Kurt Nordland never dreamed photos he posted on his Facebook page would create huge problems. The pictures that show him drinking a beer and relaxing with his pals were seen by investigators from the insurance company paying his worker's comp benefits. His insurance company cancelled his payments, cut off his medical benefits and Nordland had to delay surgery to repair torn cartilage in his shoulder.
He said, "I was extremely surprised they could just go on your Facebook and pull these pictures out."
What happened to Nordland is part of a new trend happening across the country -- insurance companies snooping in social media.
Depending on your privacy settings, they could see every tweet, Facebook photo or MySpace update. If insurance investigators think you're dabbling in risky business you could pay higher premiums. If they think you're faking an injury, you could face coverage cancellation.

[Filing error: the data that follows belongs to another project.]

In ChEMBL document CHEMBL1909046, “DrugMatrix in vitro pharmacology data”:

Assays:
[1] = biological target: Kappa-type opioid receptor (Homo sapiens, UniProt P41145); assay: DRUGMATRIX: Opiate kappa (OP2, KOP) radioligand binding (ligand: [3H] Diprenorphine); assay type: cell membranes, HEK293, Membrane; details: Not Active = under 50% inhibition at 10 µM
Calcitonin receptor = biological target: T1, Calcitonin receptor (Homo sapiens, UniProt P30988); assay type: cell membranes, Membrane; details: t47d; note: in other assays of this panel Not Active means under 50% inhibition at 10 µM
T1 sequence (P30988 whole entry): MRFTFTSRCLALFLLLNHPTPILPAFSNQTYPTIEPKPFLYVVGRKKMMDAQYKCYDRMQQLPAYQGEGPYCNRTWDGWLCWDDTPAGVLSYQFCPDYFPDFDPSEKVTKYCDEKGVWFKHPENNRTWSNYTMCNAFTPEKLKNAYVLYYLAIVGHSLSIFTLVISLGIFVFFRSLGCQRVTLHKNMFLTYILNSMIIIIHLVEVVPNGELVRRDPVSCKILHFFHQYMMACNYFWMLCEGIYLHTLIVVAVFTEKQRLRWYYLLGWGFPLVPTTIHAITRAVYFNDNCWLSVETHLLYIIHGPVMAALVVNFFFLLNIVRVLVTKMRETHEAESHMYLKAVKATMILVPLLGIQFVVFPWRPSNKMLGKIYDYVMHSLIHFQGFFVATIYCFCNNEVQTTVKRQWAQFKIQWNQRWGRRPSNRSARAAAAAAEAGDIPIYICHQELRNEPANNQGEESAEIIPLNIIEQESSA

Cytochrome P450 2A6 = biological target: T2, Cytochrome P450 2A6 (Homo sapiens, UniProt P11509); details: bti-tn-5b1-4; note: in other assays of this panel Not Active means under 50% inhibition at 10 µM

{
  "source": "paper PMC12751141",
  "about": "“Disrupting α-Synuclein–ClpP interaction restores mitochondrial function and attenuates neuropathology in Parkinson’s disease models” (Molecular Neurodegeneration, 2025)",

Attorney Gary Massey said, "If they find anything that's embarrassing or anything they can use to paint you in a bad light, that's when it shows up in the case."
The Insurance Information Institute says absolutely some companies monitor people's social media pages, mostly to find potential fraud, which makes everyone's premiums more expensive.
"Insurance fraud costs the insurance industry and consumers about $30 million each year," explained Jeanne Salvatore with the Insurance Information Institute.
The insurance industry says it will continue to watch and if you've got nothing to hide, you've got nothing to worry about.
Nordland says he was honest and medical records prove his on the job shoulder injury is legit. His attorney had to fight the insurance company over the pictures before a labor board and won.
But Kurt warns, "You have to be real careful!"
Experts say if you aren't careful with your privacy settings, people who are not your Facebook friends can see photos you've posted, updates you've given, even places you've "checked in."